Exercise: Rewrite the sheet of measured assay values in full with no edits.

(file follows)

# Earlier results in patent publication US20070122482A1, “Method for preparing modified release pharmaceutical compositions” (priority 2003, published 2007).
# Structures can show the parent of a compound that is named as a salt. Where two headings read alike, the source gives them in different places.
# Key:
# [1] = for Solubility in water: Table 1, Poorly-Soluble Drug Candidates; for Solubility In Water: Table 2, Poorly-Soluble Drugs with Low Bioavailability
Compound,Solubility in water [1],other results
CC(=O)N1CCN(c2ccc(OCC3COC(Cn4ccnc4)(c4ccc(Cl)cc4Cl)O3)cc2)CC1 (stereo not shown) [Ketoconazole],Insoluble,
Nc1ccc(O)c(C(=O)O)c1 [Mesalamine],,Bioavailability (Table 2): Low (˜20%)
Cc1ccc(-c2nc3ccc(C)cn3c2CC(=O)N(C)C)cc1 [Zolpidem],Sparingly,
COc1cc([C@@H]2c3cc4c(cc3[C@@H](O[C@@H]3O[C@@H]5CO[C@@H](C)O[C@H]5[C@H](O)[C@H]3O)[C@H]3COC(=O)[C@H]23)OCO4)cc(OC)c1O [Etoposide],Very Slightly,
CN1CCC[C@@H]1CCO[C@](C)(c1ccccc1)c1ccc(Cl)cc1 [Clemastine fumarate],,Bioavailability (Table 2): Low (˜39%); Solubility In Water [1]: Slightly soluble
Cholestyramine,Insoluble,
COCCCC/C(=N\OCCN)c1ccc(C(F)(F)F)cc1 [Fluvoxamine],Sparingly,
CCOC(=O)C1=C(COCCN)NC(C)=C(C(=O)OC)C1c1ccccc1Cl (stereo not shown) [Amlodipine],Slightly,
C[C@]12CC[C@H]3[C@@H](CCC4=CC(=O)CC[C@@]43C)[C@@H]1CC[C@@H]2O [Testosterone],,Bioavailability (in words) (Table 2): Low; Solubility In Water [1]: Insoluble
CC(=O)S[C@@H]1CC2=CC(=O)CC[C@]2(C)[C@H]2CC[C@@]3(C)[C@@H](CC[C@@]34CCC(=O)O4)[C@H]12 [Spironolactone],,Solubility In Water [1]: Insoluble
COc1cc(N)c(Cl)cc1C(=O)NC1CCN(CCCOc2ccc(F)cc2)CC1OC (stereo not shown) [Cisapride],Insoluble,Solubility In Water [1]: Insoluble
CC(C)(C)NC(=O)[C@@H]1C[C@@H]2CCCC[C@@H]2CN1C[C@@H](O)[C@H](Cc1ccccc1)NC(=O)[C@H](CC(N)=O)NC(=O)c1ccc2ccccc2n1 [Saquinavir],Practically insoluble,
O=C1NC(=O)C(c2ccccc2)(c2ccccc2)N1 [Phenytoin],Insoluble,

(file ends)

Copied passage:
# Earlier results in patent publication US20070122482A1, “Method for preparing modified release pharmaceutical compositions” (priority 2003, published 2007).
# Structures can show the parent of a compound that is named as a salt. Where two headings read alike, the source gives them in different places.
# Key:
# [1] = for Solubility in water: Table 1, Poorly-Soluble Drug Candidates; for Solubility In Water: Table 2, Poorly-Soluble Drugs with Low Bioavailability
Compound,Solubility in water [1],other results
CC(=O)N1CCN(c2ccc(OCC3COC(Cn4ccnc4)(c4ccc(Cl)cc4Cl)O3)cc2)CC1 (stereo not shown) [Ketoconazole],Insoluble,
Nc1ccc(O)c(C(=O)O)c1 [Mesalamine],,Bioavailability (Table 2): Low (˜20%)
Cc1ccc(-c2nc3ccc(C)cn3c2CC(=O)N(C)C)cc1 [Zolpidem],Sparingly,
COc1cc([C@@H]2c3cc4c(cc3[C@@H](O[C@@H]3O[C@@H]5CO[C@@H](C)O[C@H]5[C@H](O)[C@H]3O)[C@H]3COC(=O)[C@H]23)OCO4)cc(OC)c1O [Etoposide],Very Slightly,
CN1CCC[C@@H]1CCO[C@](C)(c1ccccc1)c1ccc(Cl)cc1 [Clemastine fumarate],,Bioavailability (Table 2): Low (˜39%); Solubility In Water [1]: Slightly soluble
Cholestyramine,Insoluble,
COCCCC/C(=N\OCCN)c1ccc(C(F)(F)F)cc1 [Fluvoxamine],Sparingly,
CCOC(=O)C1=C(COCCN)NC(C)=C(C(=O)OC)C1c1ccccc1Cl (stereo not shown) [Amlodipine],Slightly,
C[C@]12CC[C@H]3[C@@H](CCC4=CC(=O)CC[C@@]43C)[C@@H]1CC[C@@H]2O [Testosterone],,Bioavailability (in words) (Table 2): Low; Solubility In Water [1]: Insoluble
CC(=O)S[C@@H]1CC2=CC(=O)CC[C@]2(C)[C@H]2CC[C@@]3(C)[C@@H](CC[C@@]34CCC(=O)O4)[C@H]12 [Spironolactone],,Solubility In Water [1]: Insoluble
COc1cc(N)c(Cl)cc1C(=O)NC1CCN(CCCOc2ccc(F)cc2)CC1OC (stereo not shown) [Cisapride],Insoluble,Solubility In Water [1]: Insoluble
CC(C)(C)NC(=O)[C@@H]1C[C@@H]2CCCC[C@@H]2CN1C[C@@H](O)[C@H](Cc1ccccc1)NC(=O)[C@H](CC(N)=O)NC(=O)c1ccc2ccccc2n1 [Saquinavir],Practically insoluble,
O=C1NC(=O)C(c2ccccc2)(c2ccccc2)N1 [Phenytoin],Insoluble,